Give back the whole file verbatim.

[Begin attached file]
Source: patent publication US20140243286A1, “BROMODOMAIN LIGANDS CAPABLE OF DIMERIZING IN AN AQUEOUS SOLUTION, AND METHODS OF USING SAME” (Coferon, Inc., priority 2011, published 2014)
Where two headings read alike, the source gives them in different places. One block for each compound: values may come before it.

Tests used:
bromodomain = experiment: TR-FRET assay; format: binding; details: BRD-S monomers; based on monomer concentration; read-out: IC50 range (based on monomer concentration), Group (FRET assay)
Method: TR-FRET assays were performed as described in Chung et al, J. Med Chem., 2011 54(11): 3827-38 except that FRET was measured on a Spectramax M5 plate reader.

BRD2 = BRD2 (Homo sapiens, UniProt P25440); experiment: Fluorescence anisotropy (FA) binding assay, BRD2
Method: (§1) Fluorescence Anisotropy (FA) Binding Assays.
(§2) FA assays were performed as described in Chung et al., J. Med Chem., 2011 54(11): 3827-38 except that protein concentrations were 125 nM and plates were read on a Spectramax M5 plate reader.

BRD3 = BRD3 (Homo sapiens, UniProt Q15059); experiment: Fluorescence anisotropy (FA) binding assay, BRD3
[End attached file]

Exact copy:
Source: patent publication US20140243286A1, “BROMODOMAIN LIGANDS CAPABLE OF DIMERIZING IN AN AQUEOUS SOLUTION, AND METHODS OF USING SAME” (Coferon, Inc., priority 2011, published 2014)
Where two headings read alike, the source gives them in different places. One block for each compound: values may come before it.

Tests used:
bromodomain = experiment: TR-FRET assay; format: binding; details: BRD-S monomers; based on monomer concentration; read-out: IC50 range (based on monomer concentration), Group (FRET assay)
Method: TR-FRET assays were performed as described in Chung et al, J. Med Chem., 2011 54(11): 3827-38 except that FRET was measured on a Spectramax M5 plate reader.

BRD2 = BRD2 (Homo sapiens, UniProt P25440); experiment: Fluorescence anisotropy (FA) binding assay, BRD2
Method: (§1) Fluorescence Anisotropy (FA) Binding Assays.
(§2) FA assays were performed as described in Chung et al., J. Med Chem., 2011 54(11): 3827-38 except that protein concentrations were 125 nM and plates were read on a Spectramax M5 plate reader.

BRD3 = BRD3 (Homo sapiens, UniProt Q15059); experiment: Fluorescence anisotropy (FA) binding assay, BRD3